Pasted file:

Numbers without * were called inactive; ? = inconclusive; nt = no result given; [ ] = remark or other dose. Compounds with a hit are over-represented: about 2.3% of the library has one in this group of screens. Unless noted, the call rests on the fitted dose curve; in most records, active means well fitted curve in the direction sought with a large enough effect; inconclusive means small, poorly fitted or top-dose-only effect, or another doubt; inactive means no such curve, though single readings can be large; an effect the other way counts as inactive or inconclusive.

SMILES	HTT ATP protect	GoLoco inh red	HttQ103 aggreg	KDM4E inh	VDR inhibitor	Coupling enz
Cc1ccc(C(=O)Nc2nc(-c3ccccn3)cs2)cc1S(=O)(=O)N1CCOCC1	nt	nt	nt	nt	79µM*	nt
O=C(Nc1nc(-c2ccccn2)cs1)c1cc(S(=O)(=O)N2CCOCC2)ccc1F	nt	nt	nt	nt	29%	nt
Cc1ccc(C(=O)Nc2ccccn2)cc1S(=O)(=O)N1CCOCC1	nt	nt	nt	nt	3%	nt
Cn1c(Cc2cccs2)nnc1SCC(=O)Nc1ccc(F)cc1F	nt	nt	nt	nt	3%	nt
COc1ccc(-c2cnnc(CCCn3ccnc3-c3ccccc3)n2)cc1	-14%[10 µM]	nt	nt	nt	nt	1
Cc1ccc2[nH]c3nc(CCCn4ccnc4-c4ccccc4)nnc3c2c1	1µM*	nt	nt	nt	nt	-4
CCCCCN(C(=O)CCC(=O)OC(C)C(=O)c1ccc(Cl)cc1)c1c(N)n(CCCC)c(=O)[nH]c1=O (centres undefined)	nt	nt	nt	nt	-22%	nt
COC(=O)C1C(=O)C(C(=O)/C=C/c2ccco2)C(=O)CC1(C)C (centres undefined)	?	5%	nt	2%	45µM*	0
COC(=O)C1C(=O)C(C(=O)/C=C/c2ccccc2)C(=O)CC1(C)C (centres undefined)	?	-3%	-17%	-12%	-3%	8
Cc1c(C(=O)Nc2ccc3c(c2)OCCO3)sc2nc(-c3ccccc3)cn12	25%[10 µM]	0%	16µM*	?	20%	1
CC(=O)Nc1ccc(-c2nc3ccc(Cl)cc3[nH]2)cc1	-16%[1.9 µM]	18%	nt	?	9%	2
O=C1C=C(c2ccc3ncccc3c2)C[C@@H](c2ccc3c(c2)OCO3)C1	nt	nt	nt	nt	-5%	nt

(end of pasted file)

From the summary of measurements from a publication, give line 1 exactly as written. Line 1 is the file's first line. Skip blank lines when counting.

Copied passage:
Numbers without * were called inactive; ? = inconclusive; nt = no result given; [ ] = remark or other dose. Compounds with a hit are over-represented: about 2.3% of the library has one in this group of screens. Unless noted, the call rests on the fitted dose curve; in most records, active means well fitted curve in the direction sought with a large enough effect; inconclusive means small, poorly fitted or top-dose-only effect, or another doubt; inactive means no such curve, though single readings can be large; an effect the other way counts as inactive or inconclusive.